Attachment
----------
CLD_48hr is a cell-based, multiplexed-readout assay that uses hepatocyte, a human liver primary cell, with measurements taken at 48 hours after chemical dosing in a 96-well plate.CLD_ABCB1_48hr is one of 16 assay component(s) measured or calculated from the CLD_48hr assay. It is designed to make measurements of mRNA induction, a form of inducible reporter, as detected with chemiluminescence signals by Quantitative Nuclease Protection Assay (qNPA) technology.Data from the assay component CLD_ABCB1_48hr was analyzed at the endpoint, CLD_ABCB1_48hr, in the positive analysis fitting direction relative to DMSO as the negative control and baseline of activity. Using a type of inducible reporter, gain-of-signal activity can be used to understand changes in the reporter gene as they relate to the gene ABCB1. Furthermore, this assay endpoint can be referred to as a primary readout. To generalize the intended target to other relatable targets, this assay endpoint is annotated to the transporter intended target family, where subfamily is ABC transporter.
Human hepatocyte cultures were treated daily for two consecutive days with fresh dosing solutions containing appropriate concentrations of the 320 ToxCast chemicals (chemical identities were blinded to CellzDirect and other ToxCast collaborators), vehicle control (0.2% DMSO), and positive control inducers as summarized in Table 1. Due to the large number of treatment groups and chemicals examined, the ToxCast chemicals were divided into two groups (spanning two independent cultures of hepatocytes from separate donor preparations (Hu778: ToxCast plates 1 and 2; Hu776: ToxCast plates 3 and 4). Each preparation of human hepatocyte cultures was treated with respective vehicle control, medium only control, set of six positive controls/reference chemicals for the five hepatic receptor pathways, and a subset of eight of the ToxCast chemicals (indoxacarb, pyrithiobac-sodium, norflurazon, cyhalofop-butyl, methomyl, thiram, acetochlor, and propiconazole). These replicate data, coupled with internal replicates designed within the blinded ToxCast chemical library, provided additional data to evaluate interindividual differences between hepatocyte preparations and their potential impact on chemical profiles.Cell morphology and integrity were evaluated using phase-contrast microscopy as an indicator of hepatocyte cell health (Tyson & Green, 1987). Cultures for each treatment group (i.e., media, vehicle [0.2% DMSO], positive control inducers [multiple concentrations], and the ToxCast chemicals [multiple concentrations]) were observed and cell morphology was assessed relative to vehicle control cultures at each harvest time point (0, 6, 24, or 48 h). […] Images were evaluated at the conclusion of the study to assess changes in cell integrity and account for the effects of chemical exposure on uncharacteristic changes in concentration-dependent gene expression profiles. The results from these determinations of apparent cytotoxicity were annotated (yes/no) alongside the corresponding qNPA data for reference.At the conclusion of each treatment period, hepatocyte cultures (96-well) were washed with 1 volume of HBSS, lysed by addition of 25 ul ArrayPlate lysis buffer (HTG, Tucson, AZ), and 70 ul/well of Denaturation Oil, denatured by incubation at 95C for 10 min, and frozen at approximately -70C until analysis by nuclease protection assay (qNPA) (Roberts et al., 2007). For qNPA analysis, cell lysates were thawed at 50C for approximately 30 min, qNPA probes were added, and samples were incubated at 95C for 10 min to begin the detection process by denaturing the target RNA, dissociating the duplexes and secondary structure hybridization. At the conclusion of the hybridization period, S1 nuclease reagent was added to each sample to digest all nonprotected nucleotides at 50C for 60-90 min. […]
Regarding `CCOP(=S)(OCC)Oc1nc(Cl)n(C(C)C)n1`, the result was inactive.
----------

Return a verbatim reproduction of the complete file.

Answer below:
CLD_48hr is a cell-based, multiplexed-readout assay that uses hepatocyte, a human liver primary cell, with measurements taken at 48 hours after chemical dosing in a 96-well plate.CLD_ABCB1_48hr is one of 16 assay component(s) measured or calculated from the CLD_48hr assay. It is designed to make measurements of mRNA induction, a form of inducible reporter, as detected with chemiluminescence signals by Quantitative Nuclease Protection Assay (qNPA) technology.Data from the assay component CLD_ABCB1_48hr was analyzed at the endpoint, CLD_ABCB1_48hr, in the positive analysis fitting direction relative to DMSO as the negative control and baseline of activity. Using a type of inducible reporter, gain-of-signal activity can be used to understand changes in the reporter gene as they relate to the gene ABCB1. Furthermore, this assay endpoint can be referred to as a primary readout. To generalize the intended target to other relatable targets, this assay endpoint is annotated to the transporter intended target family, where subfamily is ABC transporter.
Human hepatocyte cultures were treated daily for two consecutive days with fresh dosing solutions containing appropriate concentrations of the 320 ToxCast chemicals (chemical identities were blinded to CellzDirect and other ToxCast collaborators), vehicle control (0.2% DMSO), and positive control inducers as summarized in Table 1. Due to the large number of treatment groups and chemicals examined, the ToxCast chemicals were divided into two groups (spanning two independent cultures of hepatocytes from separate donor preparations (Hu778: ToxCast plates 1 and 2; Hu776: ToxCast plates 3 and 4). Each preparation of human hepatocyte cultures was treated with respective vehicle control, medium only control, set of six positive controls/reference chemicals for the five hepatic receptor pathways, and a subset of eight of the ToxCast chemicals (indoxacarb, pyrithiobac-sodium, norflurazon, cyhalofop-butyl, methomyl, thiram, acetochlor, and propiconazole). These replicate data, coupled with internal replicates designed within the blinded ToxCast chemical library, provided additional data to evaluate interindividual differences between hepatocyte preparations and their potential impact on chemical profiles.Cell morphology and integrity were evaluated using phase-contrast microscopy as an indicator of hepatocyte cell health (Tyson & Green, 1987). Cultures for each treatment group (i.e., media, vehicle [0.2% DMSO], positive control inducers [multiple concentrations], and the ToxCast chemicals [multiple concentrations]) were observed and cell morphology was assessed relative to vehicle control cultures at each harvest time point (0, 6, 24, or 48 h). […] Images were evaluated at the conclusion of the study to assess changes in cell integrity and account for the effects of chemical exposure on uncharacteristic changes in concentration-dependent gene expression profiles. The results from these determinations of apparent cytotoxicity were annotated (yes/no) alongside the corresponding qNPA data for reference.At the conclusion of each treatment period, hepatocyte cultures (96-well) were washed with 1 volume of HBSS, lysed by addition of 25 ul ArrayPlate lysis buffer (HTG, Tucson, AZ), and 70 ul/well of Denaturation Oil, denatured by incubation at 95C for 10 min, and frozen at approximately -70C until analysis by nuclease protection assay (qNPA) (Roberts et al., 2007). For qNPA analysis, cell lysates were thawed at 50C for approximately 30 min, qNPA probes were added, and samples were incubated at 95C for 10 min to begin the detection process by denaturing the target RNA, dissociating the duplexes and secondary structure hybridization. At the conclusion of the hybridization period, S1 nuclease reagent was added to each sample to digest all nonprotected nucleotides at 50C for 60-90 min. […]
Regarding `CCOP(=S)(OCC)Oc1nc(Cl)n(C(C)C)n1`, the result was inactive.